The lights sparking in the chandelier. The clinking of silver against porcelain. The red curtains and florid necks above stiff white collars and bare shoulders gleaming golden-skinned and bouquets in crystal vases and everywhere the scent of possibility, of unfulfilled promises and the way a woman’s hair falls against her back.

  “I have no temper to check,” I protested.

  Warthrop would have none of it. “You may be indecipherable to most, but not to me, Mr. Henry! You noticed her from the moment you walked through the door and haven’t taken your eyes off her since.”

  I looked him squarely in the eye and said, “That isn’t true.”

  He shrugged. “As you wish.”

  “I was a bit taken aback, that’s all. I thought she was in Europe.”

  “I was mistaken. Forgive me.”

  “She is a very annoying person and I don’t like her.”

  “More trouble than she’s worth, I agree.” He tipped back his head to down another oyster, his sixth. “Writing you long letters while she’s been away, each one requiring your response, taking up time better spent on your duties to me. I have nothing against women in general, but they can be quite . . .” Searching for the word. “Time-consuming.”

  She wore a purple gown with a matching ribbon in her hair, which she had let grow while she was away; it cascaded down her back in a waterfall of corkscrew curls. She was taller, thinner, a chubby little girl no longer. The sun has risen, I thought, rather incoherently.

  “It is the ancient call,” he murmured beside me. “The overarching imperative. And we alone have the ability to recognize it. And, by recognizing it, we can control it.”

  “I have no idea what you’re talking about,” I said.

  “I am speaking as a student of biology.”

  “Do you ever speak as anything else?” I asked crossly. I grabbed a glass of champagne from the tray of a passing waiter: my fourth. Warthrop shook his head. He never partook of spirits and considered those who did mentally, if not morally, weak.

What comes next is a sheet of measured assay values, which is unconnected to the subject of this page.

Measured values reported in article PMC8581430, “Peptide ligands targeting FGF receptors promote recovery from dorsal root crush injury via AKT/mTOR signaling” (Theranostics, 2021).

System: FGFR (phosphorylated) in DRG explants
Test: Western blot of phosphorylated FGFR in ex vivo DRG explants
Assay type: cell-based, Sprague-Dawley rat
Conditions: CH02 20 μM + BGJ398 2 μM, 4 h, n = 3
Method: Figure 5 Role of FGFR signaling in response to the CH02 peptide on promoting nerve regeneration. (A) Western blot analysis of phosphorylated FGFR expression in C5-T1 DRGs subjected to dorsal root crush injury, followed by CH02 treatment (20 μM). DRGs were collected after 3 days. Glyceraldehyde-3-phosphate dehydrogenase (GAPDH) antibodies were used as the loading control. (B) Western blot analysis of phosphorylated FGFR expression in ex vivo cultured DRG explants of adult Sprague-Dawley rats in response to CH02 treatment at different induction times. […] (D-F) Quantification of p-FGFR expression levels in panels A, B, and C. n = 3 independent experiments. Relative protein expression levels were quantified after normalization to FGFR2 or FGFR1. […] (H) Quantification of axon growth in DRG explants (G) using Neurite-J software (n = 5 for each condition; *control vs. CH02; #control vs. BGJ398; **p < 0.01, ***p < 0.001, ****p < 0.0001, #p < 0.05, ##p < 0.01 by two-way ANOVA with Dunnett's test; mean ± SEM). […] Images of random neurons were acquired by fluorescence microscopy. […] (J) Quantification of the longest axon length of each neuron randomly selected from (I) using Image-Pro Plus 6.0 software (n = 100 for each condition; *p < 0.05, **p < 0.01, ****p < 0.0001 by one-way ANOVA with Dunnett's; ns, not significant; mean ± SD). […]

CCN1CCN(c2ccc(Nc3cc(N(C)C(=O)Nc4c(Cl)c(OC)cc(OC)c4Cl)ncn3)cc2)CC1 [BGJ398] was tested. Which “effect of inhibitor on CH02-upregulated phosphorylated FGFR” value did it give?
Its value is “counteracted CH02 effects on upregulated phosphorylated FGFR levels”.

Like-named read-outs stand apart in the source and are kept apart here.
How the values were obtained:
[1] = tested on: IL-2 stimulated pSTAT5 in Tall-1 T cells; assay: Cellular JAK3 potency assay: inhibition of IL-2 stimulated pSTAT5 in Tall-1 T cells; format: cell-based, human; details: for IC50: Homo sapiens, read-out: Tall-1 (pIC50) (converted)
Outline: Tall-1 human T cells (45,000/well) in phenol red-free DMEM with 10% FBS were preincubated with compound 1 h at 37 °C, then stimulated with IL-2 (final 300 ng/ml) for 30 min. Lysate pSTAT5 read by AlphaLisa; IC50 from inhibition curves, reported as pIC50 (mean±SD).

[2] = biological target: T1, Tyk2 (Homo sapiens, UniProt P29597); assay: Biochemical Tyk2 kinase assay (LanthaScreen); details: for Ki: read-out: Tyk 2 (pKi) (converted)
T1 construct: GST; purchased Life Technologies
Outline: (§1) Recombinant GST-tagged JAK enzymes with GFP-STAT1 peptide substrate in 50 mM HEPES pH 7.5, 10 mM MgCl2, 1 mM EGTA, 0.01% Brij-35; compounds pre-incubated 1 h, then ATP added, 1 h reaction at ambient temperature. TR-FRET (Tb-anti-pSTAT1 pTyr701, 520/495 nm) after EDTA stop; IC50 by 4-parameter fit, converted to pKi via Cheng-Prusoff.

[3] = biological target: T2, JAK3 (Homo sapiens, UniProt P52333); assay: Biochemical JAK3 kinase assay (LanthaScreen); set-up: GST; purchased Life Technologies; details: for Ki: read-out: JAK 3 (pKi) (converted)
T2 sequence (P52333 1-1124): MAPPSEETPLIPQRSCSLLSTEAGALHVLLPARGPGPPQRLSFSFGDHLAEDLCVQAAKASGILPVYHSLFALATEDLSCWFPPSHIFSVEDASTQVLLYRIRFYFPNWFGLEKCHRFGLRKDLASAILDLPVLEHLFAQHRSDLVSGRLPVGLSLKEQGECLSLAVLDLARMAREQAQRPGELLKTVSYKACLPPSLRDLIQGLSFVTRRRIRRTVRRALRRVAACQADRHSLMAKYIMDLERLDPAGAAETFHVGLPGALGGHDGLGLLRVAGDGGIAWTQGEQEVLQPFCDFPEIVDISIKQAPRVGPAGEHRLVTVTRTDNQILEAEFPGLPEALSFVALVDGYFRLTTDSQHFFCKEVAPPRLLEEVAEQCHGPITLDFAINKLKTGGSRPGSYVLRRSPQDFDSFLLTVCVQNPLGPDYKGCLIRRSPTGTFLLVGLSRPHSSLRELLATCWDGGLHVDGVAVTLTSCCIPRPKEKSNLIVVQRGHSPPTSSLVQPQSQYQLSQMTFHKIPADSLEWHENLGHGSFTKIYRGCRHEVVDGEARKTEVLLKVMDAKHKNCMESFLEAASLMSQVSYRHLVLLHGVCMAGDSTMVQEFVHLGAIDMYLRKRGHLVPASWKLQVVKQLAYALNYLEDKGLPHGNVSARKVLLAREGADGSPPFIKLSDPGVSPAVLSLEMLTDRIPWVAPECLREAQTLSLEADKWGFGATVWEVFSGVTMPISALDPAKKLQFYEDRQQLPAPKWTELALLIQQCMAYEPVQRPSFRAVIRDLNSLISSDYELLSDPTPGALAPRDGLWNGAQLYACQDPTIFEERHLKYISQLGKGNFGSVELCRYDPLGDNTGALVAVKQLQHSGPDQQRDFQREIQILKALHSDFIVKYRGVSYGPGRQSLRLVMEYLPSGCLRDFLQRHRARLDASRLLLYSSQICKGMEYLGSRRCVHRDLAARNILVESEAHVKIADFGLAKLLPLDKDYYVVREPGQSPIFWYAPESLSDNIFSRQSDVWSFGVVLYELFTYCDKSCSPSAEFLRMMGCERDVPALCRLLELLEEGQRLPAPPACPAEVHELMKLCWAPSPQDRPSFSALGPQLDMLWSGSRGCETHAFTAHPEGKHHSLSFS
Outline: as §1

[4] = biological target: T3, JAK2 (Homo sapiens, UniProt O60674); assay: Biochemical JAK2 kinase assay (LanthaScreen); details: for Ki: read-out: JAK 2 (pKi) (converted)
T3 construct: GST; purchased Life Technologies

“Not any longer.” He smiled wanly. “But I was a poet once, as you may recall. Do you know the difference between science and art, Will?

  “I am not as experienced as you in either,” I responded. “But my sense is you cannot reduce love to a biological necessity. It cheapens the one and demeans the other.”

  “Love, did you say?” He seemed astonished.

  “I am speaking in the abstract. I do not love Lilly Bates.”

  “Well, it would be rather extraordinary if you did.”

  Turning, turning, under the glittering chandeliers. He isn’t a bad dancer, her partner. He does not watch his own feet; his eyes are upon her upturned face; and her face follows the turn of her bare shoulders as he spins her lightly over the floor.

  Dear Will, I pray this finds you well.

  “Why?” I asked the monstrumologist. “And what business is it of yours?”

  With dark eyes glittering: “As long as you are in my care, it is entirely my business. You must trust me in this. There is no light at the end of that particular tunnel, Will Henry.”

  I stared back at him for a long moment, and then snorted, and the edge of the glass was cold against my bottom lip. “You would be the first to tell me not to take lessons from failure.”

  He stiffened and replied, “I did not fail in love. Love failed in me.”

  What nonsense! I thought. Typical Warthropian gibberish posing as profundity. There were times when smashing my fist into his face was a temptation nearly impossible to resist. I set down my glass and straightened my cravat and ran my palm over my splendidly gelled hair, while across the room one who danced far better than I spun her across the floor: black jacket, purple dress. Loud music poorly played, the coerced laughter from boring men, and white linen stained with the drippings of slaughtered beasts.